Lily's birth certificate listed no father. Her birth mother, Lisa Parker, was little more than a child herself when Lily was born, far too immature to care for the demands of a baby. Rather, she left Lily unattended for long hours while she saw to her own social needs. On those occasions when Lily was actually taken along, it was often to places children shouldn't visit, such as bars, pool halls, and parties with alcohol and drugs. Social services stepped in twice to remove the child from her mother's care, once when Lisa was arrested for shoplifting, a second time when 2-year-old Lily was left unattended in a car for over an hour. Each time, Lily was returned after short stints in foster care.

On the third occasion, when Lisa faced certain jail time for assaulting a woman and stealing her car, social services began processing the papers to sever parental rights. Since Lisa's mother had a record of her own, Lily was adjudicated dependent and placed up for adoption at four years old.

In the next two years, the little blonde lived in seven foster homes and attended four different elementary schools in kindergarten and first grade. She was uninterested in school, and very much a behavior problem. She rarely completed her work, and was constantly getting into fights with classmates who teased her about not having any real parents. Lily was small for her age, but she usually held her own in these playground tussles.

Something about this errant child tugged at the heartstrings of her first grade teacher, Eleanor Stuart, who began spending more time with Lily in the classroom. She stuck close at recess to protect the little girl from the other children's cruel taunting. Eleanor saw past the tough exterior Lily tried so hard to create and knew that under this façade was a passionate, creative, and kind-hearted little girl. Suddenly, Lily's interest in school soared as she tried desperately to please the only adult who had ever seemed to care about her. Her foster parents, the Tomlinsons, reported to social services that she seemed to be adjusting finally, and all were hopeful that this would improve Lily's chances of being adopted.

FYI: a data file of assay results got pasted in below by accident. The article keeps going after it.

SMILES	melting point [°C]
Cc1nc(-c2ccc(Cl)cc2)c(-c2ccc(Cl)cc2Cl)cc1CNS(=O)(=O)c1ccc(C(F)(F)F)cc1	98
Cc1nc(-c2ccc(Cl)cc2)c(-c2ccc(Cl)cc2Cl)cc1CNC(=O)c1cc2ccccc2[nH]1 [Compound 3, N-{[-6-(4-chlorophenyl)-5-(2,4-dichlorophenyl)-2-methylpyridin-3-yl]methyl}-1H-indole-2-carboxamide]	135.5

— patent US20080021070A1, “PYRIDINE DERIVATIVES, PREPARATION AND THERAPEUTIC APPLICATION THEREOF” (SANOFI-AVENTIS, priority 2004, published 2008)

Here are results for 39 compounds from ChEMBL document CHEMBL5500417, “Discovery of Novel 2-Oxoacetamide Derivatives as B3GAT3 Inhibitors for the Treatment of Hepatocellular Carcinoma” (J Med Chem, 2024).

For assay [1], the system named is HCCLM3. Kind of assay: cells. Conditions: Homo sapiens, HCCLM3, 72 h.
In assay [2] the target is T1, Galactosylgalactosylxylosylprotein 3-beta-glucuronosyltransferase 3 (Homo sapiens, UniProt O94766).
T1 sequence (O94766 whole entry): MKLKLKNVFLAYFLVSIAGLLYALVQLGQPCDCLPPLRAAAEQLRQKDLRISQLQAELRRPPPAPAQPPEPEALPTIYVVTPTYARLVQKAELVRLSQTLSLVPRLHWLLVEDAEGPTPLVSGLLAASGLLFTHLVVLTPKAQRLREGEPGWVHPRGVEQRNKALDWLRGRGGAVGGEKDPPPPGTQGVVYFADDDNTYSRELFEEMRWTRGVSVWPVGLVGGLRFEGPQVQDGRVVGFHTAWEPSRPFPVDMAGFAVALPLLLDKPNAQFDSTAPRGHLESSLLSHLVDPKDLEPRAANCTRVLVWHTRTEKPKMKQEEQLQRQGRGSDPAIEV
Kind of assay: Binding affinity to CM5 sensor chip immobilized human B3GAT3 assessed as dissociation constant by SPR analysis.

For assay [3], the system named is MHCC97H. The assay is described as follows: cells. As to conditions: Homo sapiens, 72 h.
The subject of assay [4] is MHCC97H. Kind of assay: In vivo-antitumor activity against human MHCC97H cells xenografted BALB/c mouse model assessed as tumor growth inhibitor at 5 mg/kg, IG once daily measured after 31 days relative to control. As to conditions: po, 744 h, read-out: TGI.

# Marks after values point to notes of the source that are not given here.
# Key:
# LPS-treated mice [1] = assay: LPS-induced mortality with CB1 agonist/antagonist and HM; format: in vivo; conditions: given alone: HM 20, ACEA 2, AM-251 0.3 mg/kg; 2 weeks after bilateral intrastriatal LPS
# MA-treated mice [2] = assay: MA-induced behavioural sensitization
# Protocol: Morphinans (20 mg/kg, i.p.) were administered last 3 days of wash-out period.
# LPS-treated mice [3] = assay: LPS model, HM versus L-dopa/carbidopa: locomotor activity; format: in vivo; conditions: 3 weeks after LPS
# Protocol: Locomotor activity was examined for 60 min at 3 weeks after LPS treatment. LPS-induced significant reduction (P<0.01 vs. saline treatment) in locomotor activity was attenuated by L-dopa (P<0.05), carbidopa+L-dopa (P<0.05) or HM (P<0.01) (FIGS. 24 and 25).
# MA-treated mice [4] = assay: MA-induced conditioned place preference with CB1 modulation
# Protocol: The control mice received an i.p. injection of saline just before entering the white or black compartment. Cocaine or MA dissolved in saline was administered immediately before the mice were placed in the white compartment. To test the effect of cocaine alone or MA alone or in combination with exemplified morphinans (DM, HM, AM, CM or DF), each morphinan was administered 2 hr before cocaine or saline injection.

Toward the end of that school year, social services requested her school records yet again, because the Tomlinsons had agreed to take in two brothers, and they would no longer have room for Lily in their small home. When the little girl learned that she would be changing both her home and school, she became hysterical. She had been content staying with the Tomlinsons, but where she lived was unimportant. What mattered was that she stay close to Miss Stuart. She was devastated.

So too was Eleanor, and she immediately contacted her friend Katharine, an attorney who specialized in family law. Katharine was one of the nicest women you'd ever want to meet?and she ate nails for breakfast. With Katharine's help, Eleanor was granted interim custody of Lily. Four months later, as Lily entered second grade, Eleanor began adoption proceedings.

In late October of that year, a paroled Lisa Parker informed the court that she had had a change of heart. Out of prison only three months and already pregnant with her second child, she knew she'd need seven-year-old Lily's help to keep an eye on the baby, lest she find herself back in trouble with the authorities. Of course, the story she offered the judge included none of those plans. Instead, she spoke tearfully of how heartbroken she was at the loss of her child, and how she thought of nothing more for the past two years than how she would make up for her past by doing right by her daughter.

Fortunately, Eleanor and Lily had Katharine Fortier in their corner again, and she was a bulldog in court. By the time she was finished with Lisa and her false promises, the miscreant was lucky not to be going back to jail for perjury. On November 15th of that year, Lilian Lisa Parker became simply Lilian Stuart.